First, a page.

Martyrs (2015) Review
Blumhouse has returned to the genre with this remake of the 2008 film Martyrs. This version of the movie is likely to attract audiences who haven’t seen the original. While the film lacks the gore and brutality of the original, it still has a number of shocks that make it worth a watch. Let’s look at the plot: Lucie escapes from an abusive situation and kills off her entire family to prove her innocence. When Anna is forced to clean up the messes left by Lucie, she learns more about the truth about the murderous spree and decides to murder herself.
In the first film, the storyline follows Laugier’s script for about an hour and a half. It’s still a compelling story, but it has a slightly different ending. The film is more loopy in its religious-philosophical argument than Laugier’s original, and it also offloads a memorable finish onto a minor character. As a result, we get a conventional moment of righteous vengeance.
In contrast to the original, “Martyrs” (2015) follows the same storyline as the original but with a completely different ending. It’s more mainstream and easier to understand for a casual horror fan, but hardcore fans will definitely be irritated by the tone of the film. However, while the Goetz Brothers’ intention to give a new spin on the franchise is admirable, the result is a film that falls flat.
Although the sequel is a remake of the 2008 film, it still features the same cast as the original. The movie also stars the same characters as the original. The actors, meanwhile, are the same, which is a positive thing. After all, it’s important to be aware of who’s playing Lucie in this remake. The characters are all very distinct from each other, and a little familiarity may be helpful when deciding on the sequel.
While the original “Martyrs” had some flaws, it could still be enjoyed by casual horror fans. The Goetz Brothers seem to have a commitment to the Gus Van Sant method. While the film’s focus is on the relationship between Lucie and Anna, it also tries to be more mainstream than its predecessor. The re-imagined version is a worthy follow-up to the original, but it’s not perfect.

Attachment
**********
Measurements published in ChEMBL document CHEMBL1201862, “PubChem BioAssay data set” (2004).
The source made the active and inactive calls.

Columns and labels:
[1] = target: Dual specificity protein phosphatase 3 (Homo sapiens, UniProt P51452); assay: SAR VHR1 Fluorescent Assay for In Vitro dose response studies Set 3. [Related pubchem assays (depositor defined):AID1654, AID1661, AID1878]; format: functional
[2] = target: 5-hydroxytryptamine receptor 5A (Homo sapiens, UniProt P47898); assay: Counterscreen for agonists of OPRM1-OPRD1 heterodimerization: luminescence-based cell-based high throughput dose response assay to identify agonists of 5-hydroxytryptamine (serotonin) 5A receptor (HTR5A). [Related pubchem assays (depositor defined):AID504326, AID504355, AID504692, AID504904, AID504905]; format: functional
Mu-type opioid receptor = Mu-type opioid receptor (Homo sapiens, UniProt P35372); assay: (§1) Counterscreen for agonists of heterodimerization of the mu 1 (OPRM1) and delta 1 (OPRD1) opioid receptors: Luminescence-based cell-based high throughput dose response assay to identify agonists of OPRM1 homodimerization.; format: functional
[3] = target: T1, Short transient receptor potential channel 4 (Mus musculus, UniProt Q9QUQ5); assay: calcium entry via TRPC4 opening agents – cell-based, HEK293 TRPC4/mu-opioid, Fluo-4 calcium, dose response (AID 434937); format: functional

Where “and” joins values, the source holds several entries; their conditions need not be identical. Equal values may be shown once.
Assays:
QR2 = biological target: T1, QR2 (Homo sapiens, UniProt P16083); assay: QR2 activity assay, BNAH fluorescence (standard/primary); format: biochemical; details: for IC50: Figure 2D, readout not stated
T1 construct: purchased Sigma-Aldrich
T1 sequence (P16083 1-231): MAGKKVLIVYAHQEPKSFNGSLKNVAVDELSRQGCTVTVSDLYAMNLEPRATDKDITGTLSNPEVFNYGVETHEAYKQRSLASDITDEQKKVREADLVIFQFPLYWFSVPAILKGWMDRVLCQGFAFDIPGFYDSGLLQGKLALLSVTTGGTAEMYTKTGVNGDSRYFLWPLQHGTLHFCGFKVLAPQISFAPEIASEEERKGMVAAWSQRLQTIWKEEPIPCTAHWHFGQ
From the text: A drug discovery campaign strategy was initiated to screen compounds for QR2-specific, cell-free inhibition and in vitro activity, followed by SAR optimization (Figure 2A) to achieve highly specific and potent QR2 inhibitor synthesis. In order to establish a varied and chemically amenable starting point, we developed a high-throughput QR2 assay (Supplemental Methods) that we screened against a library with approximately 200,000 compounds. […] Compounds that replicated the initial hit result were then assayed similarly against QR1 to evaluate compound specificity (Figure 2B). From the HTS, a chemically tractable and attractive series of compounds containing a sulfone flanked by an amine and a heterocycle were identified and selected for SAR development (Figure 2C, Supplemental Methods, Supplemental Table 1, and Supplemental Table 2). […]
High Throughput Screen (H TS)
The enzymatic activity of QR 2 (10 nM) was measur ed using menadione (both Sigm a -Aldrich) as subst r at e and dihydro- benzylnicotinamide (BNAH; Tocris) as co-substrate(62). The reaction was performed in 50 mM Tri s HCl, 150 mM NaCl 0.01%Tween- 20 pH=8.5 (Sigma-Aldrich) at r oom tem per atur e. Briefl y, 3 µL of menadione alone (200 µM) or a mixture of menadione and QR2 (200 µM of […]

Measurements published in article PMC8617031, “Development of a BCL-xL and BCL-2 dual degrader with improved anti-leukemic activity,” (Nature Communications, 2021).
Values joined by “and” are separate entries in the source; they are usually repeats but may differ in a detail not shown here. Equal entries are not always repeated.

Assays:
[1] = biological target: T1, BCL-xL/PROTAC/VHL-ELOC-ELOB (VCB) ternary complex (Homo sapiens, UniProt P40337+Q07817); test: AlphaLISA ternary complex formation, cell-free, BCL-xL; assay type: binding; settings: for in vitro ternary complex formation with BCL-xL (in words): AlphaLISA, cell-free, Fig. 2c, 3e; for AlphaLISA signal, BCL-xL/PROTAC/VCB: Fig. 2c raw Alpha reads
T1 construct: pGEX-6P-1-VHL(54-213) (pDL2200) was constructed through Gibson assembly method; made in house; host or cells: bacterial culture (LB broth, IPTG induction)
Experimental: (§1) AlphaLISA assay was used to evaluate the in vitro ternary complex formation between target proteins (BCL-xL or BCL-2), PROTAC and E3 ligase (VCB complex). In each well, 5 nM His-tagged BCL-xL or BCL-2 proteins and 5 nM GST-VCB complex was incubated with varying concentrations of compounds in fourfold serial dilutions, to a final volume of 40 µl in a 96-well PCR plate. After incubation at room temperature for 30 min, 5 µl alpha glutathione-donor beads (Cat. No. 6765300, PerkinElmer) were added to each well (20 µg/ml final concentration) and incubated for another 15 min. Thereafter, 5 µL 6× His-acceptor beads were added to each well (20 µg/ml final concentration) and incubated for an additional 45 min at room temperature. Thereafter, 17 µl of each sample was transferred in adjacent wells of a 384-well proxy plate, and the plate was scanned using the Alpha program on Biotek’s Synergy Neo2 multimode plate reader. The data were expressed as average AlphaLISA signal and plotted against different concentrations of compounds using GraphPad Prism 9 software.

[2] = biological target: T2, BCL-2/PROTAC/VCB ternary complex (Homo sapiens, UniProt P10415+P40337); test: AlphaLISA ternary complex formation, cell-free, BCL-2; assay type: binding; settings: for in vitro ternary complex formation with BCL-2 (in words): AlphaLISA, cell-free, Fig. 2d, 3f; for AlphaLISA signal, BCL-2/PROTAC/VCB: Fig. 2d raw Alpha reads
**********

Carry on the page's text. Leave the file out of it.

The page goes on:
The film is a remake of the French film from 1988. It stars Kate Burton, Troian Bellisario, and Bailey Noble. It is a remake of the film that premiered at the Sitges Film Festival in October 2015. Unlike the original, it is PG-13 rated, but the remake doesn’t really meet that requirement. This version has an average rating. There are some censorship issues that are evident in the movie.
The film is a remake of a 2008 film by Pascal Laugier. The Goetz Brothers give the original story a re-imagined version of the film. The two movies are very similar, but the latter is slightly more complex. Its storyline is more focused on Anna and Lucie’s relationship, and the movie is better suited to an audience who has less interest in horror movies. The re-imagined version is a great movie.
This film is a remake of the original film. The Goetz Brothers have made a decent remake of the French film. The plot, however, is a little over the top and re-imagined version is less coherent than the original. It is worth watching only if you like the original, but if you want to avoid spoilers, be sure to check out the English version. Otherwise, this movie might be a little too much of a distraction.
The film is a remake of the 2008 film, which has a much darker tone and more brutality. Its characters are sexy and a lot of people will be satisfied with this film. The new version of the movie is a re-make of the same horror movie. The Goetz Brothers have a knack for making great movies, and they’ve remade “Martyrs” to a degree that it is more than acceptable.
While the remake has a decent amount of style and is better than the original, the film is ultimately a poor re-make. It doesn’t have the charm of the French original, which remains a classic in the horror genre. Instead, Martyrs 2015 has more style and is a worthy time-waster. You may enjoy this, but you’ll regret it. You can’t get the same kind of horror in the US.